Contact: Meredith Curtis,, 443-310-9946

POCOMOKE CITY, MD - The American Civil Liberties Union (ACLU) of Maryland has filed a second complaint in a month against Pocomoke City officials for violations of the Maryland Open Meetings Act (MOMA). The latest complaint concerns unannounced, closed meetings held by Town Officials in late June,  during which the decision was made to fire Pocomoke's first African American Police Chief, Kelvin Sewell. The complaint was filed with the Maryland Open Meetings Compliance Board on behalf of Stephen Janis, a reporter for The Real News Network, a Baltimore-based non-profit news organization.

"How can Pocomoke residents not be concerned to learn that Town officials called secret meetings and pressured the Town's only African American elected official to fire the community's well-liked Police Chief? said Deborah Jeon, Legal Director for the ACLU of Maryland. "It violates state law when governments make important decisions behind closed doors without notice or explanation to the public and the press. Between barring media from public meetings and holding secret discussions, Pocomoke officials have a lot to answer for."

As with the ACLU's first complaint, which pertained to the media being barred from a Pocomoke Council meeting on July 13, this complaint again relates to Pocomoke City's controversial firing of Sewell. At the time of the firing, no explanation was given for the town's action, and many in the community - both black and white - were angry and upset.  Despite extensive media attention and community demands for information in the weeks following Chief Sewell's firing, Pocomoke officials have remained silent about the process and basis upon which they arrived at their decision to terminate the chief.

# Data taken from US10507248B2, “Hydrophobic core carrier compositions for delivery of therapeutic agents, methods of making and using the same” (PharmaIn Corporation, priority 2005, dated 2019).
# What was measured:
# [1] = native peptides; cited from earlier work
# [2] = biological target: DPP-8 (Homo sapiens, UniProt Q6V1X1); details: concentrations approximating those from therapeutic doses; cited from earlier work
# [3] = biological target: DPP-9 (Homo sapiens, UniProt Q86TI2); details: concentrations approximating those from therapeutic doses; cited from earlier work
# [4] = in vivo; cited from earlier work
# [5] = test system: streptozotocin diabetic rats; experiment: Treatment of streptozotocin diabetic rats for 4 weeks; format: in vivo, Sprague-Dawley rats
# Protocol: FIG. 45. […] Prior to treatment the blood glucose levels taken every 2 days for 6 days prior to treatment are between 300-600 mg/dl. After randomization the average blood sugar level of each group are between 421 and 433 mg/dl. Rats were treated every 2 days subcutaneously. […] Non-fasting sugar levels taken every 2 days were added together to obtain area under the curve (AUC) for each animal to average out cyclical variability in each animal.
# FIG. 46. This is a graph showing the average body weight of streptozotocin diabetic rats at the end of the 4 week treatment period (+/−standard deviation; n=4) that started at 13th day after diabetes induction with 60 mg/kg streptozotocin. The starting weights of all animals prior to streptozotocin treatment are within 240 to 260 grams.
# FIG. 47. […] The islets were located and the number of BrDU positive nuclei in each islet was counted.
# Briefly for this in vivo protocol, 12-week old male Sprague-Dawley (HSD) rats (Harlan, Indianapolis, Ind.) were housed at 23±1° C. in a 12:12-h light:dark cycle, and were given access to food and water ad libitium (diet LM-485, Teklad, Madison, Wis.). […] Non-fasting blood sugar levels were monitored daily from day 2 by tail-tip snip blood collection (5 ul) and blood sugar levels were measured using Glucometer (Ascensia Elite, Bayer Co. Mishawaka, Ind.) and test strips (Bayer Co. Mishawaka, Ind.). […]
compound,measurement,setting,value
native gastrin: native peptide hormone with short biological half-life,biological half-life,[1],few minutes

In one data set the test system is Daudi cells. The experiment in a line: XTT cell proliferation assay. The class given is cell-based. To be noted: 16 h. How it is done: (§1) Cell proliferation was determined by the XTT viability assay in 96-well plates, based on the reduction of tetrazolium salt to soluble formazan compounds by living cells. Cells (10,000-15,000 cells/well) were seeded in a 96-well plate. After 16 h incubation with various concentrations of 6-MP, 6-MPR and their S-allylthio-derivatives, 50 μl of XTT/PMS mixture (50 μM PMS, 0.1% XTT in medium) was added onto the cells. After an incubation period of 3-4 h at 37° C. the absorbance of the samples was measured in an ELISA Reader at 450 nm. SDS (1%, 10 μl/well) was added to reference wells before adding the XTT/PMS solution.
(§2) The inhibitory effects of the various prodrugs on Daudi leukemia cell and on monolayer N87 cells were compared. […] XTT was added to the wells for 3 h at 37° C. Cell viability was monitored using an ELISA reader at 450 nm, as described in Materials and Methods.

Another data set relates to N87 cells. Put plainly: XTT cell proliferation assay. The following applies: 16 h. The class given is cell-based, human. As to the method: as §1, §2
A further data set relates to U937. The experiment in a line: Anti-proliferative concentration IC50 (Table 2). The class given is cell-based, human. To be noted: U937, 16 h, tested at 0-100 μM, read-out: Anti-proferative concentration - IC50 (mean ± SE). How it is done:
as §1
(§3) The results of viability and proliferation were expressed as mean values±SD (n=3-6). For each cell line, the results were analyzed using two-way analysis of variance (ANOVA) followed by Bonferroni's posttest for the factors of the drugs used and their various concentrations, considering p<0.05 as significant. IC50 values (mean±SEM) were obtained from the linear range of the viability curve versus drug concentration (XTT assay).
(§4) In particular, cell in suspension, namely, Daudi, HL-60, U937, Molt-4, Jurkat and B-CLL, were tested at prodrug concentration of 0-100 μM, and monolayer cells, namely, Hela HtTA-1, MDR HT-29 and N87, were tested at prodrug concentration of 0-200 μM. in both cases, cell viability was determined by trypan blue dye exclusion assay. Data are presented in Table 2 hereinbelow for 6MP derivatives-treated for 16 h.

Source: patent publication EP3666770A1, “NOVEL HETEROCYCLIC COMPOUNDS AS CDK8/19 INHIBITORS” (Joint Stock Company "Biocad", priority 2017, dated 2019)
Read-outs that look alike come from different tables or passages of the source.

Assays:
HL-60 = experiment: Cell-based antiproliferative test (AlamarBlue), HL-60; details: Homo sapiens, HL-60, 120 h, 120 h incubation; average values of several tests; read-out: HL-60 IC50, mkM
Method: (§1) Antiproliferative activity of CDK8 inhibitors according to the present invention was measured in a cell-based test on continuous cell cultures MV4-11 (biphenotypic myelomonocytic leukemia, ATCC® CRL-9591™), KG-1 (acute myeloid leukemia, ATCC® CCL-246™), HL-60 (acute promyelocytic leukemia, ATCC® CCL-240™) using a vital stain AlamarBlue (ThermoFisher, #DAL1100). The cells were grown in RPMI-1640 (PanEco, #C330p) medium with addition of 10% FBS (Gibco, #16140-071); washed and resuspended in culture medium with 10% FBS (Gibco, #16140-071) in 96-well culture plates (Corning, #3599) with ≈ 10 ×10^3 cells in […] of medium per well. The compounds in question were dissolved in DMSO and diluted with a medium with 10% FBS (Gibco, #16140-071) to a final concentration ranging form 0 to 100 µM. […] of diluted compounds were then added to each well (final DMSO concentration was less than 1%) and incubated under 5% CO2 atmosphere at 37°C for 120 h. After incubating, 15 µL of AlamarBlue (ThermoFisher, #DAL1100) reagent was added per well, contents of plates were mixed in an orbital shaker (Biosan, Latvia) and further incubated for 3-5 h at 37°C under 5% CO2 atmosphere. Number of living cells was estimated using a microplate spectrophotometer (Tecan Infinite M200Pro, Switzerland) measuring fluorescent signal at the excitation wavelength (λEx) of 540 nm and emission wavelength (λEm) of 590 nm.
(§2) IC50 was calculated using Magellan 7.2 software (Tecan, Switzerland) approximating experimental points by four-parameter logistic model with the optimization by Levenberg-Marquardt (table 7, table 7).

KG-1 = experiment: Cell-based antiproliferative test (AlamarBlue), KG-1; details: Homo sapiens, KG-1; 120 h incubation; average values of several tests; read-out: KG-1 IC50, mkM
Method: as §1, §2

However, Pocomoke City Councilwoman Diane Downing, the Town's only African American elected official, recently disclosed to the Real News Network details about two secret meetings held in late June by Pocomoke City Mayor Bruce Morrison, the City Council, and City Attorney, at which a majority of Council members - over Downing's vigorous dissent -- voted to fire Sewell. While a municipal government's legislative body is allowed to consider personnel matters such as employee discipline in closed session, it must first notify the public and explain the reason for the closed session, take a public vote on closure, and later provide minutes from the meeting.   

The failure to meet these requirements can result in voiding of any action taken during the secret meeting.  The ACLU asserts that the Town's violation of the Open Meetings Act here justifies voiding of Chief Sewell's firing.

Go to the ACLU of Maryland website to read letters to the Maryland Open Meetings Compliance Board and Pocomoke City officials.